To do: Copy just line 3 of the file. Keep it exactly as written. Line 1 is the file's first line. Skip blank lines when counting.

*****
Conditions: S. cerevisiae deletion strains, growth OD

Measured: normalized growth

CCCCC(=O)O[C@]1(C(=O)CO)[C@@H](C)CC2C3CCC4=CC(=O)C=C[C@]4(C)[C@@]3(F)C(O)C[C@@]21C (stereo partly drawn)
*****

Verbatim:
CCCCC(=O)O[C@]1(C(=O)CO)[C@@H](C)CC2C3CCC4=CC(=O)C=C[C@]4(C)[C@@]3(F)C(O)C[C@@]21C (stereo partly drawn)